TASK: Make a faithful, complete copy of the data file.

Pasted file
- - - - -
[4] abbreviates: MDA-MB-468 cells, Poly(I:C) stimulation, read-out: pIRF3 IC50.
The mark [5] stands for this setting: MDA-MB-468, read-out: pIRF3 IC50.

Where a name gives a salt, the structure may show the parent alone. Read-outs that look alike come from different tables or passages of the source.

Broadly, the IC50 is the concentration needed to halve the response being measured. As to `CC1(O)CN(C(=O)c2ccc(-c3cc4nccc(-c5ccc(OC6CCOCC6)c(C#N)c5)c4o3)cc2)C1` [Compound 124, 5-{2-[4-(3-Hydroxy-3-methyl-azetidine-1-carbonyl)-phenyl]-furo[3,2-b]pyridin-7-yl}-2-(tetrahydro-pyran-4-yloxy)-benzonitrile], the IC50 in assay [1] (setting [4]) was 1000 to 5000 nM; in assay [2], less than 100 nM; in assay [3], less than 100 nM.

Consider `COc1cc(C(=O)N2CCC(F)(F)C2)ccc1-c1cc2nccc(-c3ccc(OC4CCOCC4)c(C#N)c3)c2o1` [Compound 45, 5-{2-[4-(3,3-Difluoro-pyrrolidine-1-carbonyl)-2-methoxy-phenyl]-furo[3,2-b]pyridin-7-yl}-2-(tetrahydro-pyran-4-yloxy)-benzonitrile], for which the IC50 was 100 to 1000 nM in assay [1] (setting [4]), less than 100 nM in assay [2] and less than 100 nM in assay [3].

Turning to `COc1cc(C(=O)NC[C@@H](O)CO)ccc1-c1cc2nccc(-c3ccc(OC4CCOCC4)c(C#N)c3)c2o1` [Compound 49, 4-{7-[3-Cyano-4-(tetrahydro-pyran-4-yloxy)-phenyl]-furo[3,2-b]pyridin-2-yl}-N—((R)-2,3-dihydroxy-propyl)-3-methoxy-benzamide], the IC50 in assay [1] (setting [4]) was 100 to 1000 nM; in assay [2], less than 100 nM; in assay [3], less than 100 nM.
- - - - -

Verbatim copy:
[4] abbreviates: MDA-MB-468 cells, Poly(I:C) stimulation, read-out: pIRF3 IC50.
The mark [5] stands for this setting: MDA-MB-468, read-out: pIRF3 IC50.

Where a name gives a salt, the structure may show the parent alone. Read-outs that look alike come from different tables or passages of the source.

Broadly, the IC50 is the concentration needed to halve the response being measured. As to `CC1(O)CN(C(=O)c2ccc(-c3cc4nccc(-c5ccc(OC6CCOCC6)c(C#N)c5)c4o3)cc2)C1` [Compound 124, 5-{2-[4-(3-Hydroxy-3-methyl-azetidine-1-carbonyl)-phenyl]-furo[3,2-b]pyridin-7-yl}-2-(tetrahydro-pyran-4-yloxy)-benzonitrile], the IC50 in assay [1] (setting [4]) was 1000 to 5000 nM; in assay [2], less than 100 nM; in assay [3], less than 100 nM.

Consider `COc1cc(C(=O)N2CCC(F)(F)C2)ccc1-c1cc2nccc(-c3ccc(OC4CCOCC4)c(C#N)c3)c2o1` [Compound 45, 5-{2-[4-(3,3-Difluoro-pyrrolidine-1-carbonyl)-2-methoxy-phenyl]-furo[3,2-b]pyridin-7-yl}-2-(tetrahydro-pyran-4-yloxy)-benzonitrile], for which the IC50 was 100 to 1000 nM in assay [1] (setting [4]), less than 100 nM in assay [2] and less than 100 nM in assay [3].

Turning to `COc1cc(C(=O)NC[C@@H](O)CO)ccc1-c1cc2nccc(-c3ccc(OC4CCOCC4)c(C#N)c3)c2o1` [Compound 49, 4-{7-[3-Cyano-4-(tetrahydro-pyran-4-yloxy)-phenyl]-furo[3,2-b]pyridin-2-yl}-N—((R)-2,3-dihydroxy-propyl)-3-methoxy-benzamide], the IC50 in assay [1] (setting [4]) was 100 to 1000 nM; in assay [2], less than 100 nM; in assay [3], less than 100 nM.